When it comes to the arts, Boston is a creative and powerful city. Think of our theaters, music halls, and museums. We have a few big organizations that routinely make national headlines...
But what about our smaller arts organizations? What is Boston doing to make sure that opportunities in the arts are available to people in all neighborhoods, from all backgrounds?
Julie Hennrikus, executive director of Boston's StageSource, wrote a post about the report for WBUR's The Artery. In it, she writes that "there is systemic inequity built into much of society. The arts can be an equalizer, but not without support."
- "If we in Boston do care about cultural equity, we need to address it systemically, and include marginalized companies, artists and communities to help create solutions. That requires intention and opportunity. And funding. Study after study shows that the majority of philanthropic funding goes to a very small group of organizations. There is no equity built into the current systems."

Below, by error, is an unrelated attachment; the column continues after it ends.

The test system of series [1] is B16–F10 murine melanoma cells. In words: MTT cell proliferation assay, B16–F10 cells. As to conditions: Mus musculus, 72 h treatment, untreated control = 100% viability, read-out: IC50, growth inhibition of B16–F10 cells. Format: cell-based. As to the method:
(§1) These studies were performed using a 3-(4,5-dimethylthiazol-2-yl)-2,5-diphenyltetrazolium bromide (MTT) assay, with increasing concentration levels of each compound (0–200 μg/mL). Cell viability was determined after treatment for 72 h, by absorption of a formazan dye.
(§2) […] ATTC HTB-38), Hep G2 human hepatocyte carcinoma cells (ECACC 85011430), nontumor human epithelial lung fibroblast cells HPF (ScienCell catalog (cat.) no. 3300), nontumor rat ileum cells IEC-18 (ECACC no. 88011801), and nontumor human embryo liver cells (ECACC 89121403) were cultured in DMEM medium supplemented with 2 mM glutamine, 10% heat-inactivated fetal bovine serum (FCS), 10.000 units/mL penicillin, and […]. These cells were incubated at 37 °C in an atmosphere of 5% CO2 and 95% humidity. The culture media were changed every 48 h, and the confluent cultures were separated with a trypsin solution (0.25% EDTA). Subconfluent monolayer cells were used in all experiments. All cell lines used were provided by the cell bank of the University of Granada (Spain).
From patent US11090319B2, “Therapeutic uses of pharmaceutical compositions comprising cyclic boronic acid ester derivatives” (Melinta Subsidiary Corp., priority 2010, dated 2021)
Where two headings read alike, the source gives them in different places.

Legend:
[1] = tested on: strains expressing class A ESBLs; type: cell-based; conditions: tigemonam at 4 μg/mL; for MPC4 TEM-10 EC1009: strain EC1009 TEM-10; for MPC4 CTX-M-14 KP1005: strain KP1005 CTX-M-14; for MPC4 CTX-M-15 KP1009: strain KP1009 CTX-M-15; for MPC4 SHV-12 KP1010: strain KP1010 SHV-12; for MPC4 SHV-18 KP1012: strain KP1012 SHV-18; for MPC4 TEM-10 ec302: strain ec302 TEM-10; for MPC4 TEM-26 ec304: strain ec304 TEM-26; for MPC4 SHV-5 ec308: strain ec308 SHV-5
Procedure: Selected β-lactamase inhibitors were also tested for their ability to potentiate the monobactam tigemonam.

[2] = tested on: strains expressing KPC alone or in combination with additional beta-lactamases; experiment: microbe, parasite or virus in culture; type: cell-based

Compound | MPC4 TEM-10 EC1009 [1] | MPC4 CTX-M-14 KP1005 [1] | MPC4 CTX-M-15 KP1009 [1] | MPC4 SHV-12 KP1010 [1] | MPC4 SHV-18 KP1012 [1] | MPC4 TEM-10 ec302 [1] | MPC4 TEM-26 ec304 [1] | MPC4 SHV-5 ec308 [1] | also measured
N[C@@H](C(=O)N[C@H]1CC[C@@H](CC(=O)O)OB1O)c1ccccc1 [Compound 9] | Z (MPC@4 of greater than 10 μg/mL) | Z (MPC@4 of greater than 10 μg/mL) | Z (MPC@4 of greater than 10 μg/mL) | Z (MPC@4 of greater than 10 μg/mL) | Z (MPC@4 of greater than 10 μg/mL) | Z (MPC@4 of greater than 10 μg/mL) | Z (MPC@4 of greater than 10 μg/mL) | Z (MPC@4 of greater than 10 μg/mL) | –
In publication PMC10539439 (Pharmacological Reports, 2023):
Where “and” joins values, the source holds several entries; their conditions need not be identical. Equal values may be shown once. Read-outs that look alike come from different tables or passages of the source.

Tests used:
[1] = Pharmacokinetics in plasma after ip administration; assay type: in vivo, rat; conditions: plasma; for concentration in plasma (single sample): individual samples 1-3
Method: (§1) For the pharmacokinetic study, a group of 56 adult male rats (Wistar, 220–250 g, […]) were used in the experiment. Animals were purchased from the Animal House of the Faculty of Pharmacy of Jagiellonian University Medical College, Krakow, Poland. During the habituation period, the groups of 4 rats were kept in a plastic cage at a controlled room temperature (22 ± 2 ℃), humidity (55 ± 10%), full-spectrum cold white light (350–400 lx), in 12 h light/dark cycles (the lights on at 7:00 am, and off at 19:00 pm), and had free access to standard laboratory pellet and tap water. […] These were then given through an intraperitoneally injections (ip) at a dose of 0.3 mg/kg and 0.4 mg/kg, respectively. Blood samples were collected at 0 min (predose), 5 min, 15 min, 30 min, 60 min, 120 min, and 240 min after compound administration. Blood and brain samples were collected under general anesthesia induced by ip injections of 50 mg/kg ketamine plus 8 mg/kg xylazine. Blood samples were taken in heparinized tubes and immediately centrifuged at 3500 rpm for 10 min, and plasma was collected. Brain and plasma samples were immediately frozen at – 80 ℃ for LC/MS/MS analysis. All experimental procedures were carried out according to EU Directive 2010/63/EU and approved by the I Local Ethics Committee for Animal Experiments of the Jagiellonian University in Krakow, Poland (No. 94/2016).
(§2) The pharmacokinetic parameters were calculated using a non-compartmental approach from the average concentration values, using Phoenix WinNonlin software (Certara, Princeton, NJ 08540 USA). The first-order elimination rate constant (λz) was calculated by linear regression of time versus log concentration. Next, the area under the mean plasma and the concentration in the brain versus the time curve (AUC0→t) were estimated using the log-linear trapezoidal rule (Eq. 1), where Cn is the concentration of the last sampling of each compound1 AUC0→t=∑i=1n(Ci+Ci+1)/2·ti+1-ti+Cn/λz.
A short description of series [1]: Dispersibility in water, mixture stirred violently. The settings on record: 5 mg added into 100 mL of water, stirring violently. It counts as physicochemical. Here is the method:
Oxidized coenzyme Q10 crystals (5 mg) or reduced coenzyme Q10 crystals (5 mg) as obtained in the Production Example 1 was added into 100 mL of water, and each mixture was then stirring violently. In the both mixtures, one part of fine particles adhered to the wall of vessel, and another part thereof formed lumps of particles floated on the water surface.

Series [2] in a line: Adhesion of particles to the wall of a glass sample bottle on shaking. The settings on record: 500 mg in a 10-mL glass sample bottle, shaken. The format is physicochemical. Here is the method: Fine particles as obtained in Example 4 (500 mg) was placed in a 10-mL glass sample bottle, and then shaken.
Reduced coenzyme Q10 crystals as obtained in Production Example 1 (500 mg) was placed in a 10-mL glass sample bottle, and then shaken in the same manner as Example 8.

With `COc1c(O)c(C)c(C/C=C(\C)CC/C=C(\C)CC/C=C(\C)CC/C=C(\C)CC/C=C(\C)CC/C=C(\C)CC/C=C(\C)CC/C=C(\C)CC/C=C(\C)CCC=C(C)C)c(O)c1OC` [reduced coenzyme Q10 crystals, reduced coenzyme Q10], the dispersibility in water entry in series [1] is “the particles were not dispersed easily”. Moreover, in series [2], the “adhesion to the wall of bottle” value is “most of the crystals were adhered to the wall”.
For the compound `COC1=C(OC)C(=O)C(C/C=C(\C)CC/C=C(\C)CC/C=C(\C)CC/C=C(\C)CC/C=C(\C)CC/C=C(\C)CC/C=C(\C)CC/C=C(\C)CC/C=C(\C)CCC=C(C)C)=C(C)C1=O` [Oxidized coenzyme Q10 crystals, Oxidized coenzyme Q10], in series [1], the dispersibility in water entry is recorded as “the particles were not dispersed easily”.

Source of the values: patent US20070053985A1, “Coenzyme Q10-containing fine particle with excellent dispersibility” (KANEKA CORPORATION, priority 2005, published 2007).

- "This city has long prided itself as the Athens of America, but when it comes to spending on the arts, a study released Thursday by the Boston Foundation suggests that we might want to refrain from patting ourselves on the back."
- "At 50, the National Endowment for the Arts is still fighting to make the performing arts available to everyone, while the influence of wealthy donors increasingly tilts the balance."
This segment aired on February 17, 2016.